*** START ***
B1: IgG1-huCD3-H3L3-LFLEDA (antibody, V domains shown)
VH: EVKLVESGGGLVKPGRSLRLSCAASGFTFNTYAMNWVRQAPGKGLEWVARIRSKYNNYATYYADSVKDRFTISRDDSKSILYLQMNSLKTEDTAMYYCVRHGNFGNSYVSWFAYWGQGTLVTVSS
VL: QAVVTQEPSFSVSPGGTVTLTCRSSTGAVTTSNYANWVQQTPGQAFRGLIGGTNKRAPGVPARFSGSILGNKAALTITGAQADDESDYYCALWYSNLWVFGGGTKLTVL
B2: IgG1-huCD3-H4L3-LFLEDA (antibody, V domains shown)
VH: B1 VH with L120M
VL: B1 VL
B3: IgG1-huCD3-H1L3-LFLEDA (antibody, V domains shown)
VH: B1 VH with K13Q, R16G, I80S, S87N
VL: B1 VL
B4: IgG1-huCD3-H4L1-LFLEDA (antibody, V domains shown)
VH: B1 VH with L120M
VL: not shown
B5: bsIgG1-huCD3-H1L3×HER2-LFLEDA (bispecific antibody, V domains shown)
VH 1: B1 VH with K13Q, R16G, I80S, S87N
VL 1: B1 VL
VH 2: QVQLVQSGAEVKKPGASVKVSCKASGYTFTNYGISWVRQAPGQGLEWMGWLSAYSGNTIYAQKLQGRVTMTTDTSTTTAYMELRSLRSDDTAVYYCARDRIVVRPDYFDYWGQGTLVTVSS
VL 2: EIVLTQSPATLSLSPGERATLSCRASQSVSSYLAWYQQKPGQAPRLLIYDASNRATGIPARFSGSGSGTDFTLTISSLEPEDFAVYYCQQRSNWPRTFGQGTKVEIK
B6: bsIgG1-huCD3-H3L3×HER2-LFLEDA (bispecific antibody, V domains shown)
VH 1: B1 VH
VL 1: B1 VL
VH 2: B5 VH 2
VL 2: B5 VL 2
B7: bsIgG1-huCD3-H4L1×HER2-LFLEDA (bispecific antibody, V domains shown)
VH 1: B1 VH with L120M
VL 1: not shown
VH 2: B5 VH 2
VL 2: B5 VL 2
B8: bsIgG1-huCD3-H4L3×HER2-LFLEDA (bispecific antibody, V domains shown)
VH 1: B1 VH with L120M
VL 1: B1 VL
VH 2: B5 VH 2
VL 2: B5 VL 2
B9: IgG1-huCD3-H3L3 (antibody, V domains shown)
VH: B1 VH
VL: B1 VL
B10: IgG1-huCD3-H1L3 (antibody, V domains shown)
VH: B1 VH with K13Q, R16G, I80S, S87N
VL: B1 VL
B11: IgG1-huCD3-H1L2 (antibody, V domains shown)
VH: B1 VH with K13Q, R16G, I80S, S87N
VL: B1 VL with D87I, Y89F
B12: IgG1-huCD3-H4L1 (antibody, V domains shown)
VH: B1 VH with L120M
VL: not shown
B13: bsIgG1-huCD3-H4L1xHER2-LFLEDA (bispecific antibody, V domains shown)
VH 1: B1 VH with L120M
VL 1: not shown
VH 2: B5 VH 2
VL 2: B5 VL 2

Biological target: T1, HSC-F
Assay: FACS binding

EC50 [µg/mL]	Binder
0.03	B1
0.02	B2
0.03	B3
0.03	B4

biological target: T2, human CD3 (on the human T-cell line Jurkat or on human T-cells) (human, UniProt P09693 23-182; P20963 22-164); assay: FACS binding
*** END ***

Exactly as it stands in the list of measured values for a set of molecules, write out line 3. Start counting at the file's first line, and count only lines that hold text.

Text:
VL: QAVVTQEPSFSVSPGGTVTLTCRSSTGAVTTSNYANWVQQTPGQAFRGLIGGTNKRAPGVPARFSGSILGNKAALTITGAQADDESDYYCALWYSNLWVFGGGTKLTVL